For three straight years, Alberta’s government granted Canada’s most emissions-intense oil sands facility reductions in payments that polluters are required to make for generating higher emissions than most of the industry, a government document shows.
From 2018 to 2020, Alberta lowered Canadian Natural Resources Ltd’s (CNRL) costs for its oil-producing Peace River site to comply with provincial emissions requirements. Peace River’s per-barrel emissions are triple that of the already-high oil sands average.
CNRL, Canada’s biggest oil producer, which made C$2.1 billion ($1.66 billion) adjusted profit in the third quarter, is one of six companies to receive financial relief under Alberta’s compliance cost containment program, which launched in 2018.
Alberta requires high-emitting facilities that pollute more than the industry benchmark to comply, either by buying emissions credits or offsets from better-performing facilities, or by paying into a government fund at the going rate for carbon emissions, currently C$40 per tonne.
The province’s cost containment program, however, eases the financial pain for facilities whose compliance costs are greater than 3% of their sales or more than 10% of their profits, to prevent “economic hardship.”
Alberta’s Environment Department provided, at the request of Reuters, a list of companies that benefited from the program. Spokesman Tom McMillan said it would not disclose the amounts of the cost relief the companies received, calling them “commercially sensitive.”
Greenfire Oil and Gas Limited and Athabasca Oil Corp , which run the second- and eighth-most emissions-intense Alberta oil sands sites, according to government records, also received cost reductions.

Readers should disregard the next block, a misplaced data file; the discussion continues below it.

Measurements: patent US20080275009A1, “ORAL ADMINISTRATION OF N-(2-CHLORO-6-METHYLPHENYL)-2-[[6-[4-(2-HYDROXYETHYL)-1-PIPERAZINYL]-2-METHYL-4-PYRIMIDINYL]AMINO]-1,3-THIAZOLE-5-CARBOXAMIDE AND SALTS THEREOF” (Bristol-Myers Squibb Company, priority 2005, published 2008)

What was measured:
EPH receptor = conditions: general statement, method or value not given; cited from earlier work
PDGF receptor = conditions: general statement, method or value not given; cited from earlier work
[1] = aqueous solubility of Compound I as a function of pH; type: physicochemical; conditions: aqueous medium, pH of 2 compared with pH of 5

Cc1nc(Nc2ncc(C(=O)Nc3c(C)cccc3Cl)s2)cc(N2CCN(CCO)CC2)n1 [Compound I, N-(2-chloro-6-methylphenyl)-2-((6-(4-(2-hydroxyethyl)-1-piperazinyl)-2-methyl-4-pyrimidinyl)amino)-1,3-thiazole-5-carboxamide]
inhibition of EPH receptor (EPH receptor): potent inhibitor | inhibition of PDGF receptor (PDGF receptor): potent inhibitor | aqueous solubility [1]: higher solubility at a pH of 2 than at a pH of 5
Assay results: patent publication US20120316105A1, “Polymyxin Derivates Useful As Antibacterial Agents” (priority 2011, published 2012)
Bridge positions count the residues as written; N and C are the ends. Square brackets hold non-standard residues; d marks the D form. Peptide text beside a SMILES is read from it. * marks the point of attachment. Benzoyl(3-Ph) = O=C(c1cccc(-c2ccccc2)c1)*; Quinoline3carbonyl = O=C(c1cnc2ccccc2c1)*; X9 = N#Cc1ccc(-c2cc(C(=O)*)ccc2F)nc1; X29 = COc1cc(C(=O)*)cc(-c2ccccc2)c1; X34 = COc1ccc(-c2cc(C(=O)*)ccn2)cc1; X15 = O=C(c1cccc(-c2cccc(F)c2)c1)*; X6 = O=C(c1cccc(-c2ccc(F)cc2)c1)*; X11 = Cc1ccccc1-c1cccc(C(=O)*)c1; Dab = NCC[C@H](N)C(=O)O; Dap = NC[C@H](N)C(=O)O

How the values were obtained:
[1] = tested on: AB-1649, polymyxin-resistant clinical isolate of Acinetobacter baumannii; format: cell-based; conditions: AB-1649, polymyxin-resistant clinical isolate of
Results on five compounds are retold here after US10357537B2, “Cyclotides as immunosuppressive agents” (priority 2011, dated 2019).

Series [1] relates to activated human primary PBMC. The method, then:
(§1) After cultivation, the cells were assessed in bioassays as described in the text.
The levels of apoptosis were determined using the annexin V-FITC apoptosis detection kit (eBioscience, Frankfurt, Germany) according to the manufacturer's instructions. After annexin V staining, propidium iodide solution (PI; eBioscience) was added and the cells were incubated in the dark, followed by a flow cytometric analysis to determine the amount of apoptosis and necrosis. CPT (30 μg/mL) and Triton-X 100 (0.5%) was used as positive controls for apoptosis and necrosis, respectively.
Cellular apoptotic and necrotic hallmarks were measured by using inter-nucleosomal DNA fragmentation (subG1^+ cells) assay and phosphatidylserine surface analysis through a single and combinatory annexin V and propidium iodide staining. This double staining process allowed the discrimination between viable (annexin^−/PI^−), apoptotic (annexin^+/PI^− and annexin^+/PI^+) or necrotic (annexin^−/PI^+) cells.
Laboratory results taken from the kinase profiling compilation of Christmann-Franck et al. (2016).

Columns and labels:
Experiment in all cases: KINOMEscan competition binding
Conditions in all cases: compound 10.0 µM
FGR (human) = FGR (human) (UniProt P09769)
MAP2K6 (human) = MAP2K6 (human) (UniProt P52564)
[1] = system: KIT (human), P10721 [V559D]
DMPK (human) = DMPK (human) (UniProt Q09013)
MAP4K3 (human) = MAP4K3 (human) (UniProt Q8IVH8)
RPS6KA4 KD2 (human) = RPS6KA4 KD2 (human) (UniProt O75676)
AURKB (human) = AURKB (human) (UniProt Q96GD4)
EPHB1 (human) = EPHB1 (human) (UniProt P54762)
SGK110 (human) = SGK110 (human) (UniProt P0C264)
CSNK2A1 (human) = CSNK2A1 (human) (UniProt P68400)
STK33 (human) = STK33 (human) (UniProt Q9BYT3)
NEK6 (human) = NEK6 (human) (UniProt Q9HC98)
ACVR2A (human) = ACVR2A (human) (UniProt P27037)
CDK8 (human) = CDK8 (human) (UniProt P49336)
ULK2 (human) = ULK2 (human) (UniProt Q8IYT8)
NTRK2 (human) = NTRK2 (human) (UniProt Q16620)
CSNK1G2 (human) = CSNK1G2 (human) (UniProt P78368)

Alberta’s government also lowered CNRL’s compliance cost for its Hays gas plant in 2018 and 2019.
CNRL did not respond when asked the financial value of the carbon cost relief it received.
“As we advance technologies to reduce our carbon footprint at all of our facilities, we will continue providing local jobs and economic benefits,” CNRL said in a statement.
Countries that produce fossil fuels face the challenge of cutting emissions without damaging their economies. But Alberta’s policies are “particularly egregious” for prolonging the life of high-emitting facilities, said Dale Marshall, national climate manager at Environmental Defence.
Emissions-intense, outdated oil facilities continue to operate despite government attempts to curb emissions.
Environment Minister Jason Nixon defended Alberta’s efforts.
“It is a made-for-Alberta system that works with, not against, our key industries.”
Canada is the world’s fourth-largest oil producer and the oil and gas sector is also the country’s biggest emitter. That makes it a critical challenge for Prime Minister Justin Trudeau as he aims to cut Canada’s national greenhouse gas emissions by 40-45% by 2030 from 2005 levels.
Reductions to carbon cost obligations like CNRL’s come in two ways. First, the Alberta government can allow such facilities to buy more carbon credits and offsets to meet their obligations than the 60% limit in place for other facilities. This saves companies money since credits and offsets are typically cheaper to acquire than paying the carbon price.
Secondly, the government can increase a facility’s allowable emissions per year. CNRL, whose C$65 billion market cap is the highest of any Canadian oil and gas producer, received both forms of relief annually from 2018-2020, the document shows.
“There’s always this tension around concern for jobs, but in this case, it’s really questionable to me whether removing (the cost relief program) would actually lead to job loss” given the sector’s strong free cash flows and dividends, said Sara Hastings-Simon, director of the University of Calgary’s sustainable energy development program.
A natural gas plant owned by Keyera Corp, West Fraser Mills pulp facility, and an Enerkem biofuels plant also received relief. None of the companies, other than CNRL, responded to requests for comment. ($1 = 1.2652 Canadian dollars)
(Reporting by Rod Nickel in Winnipeg Editing by Matthew Lewis)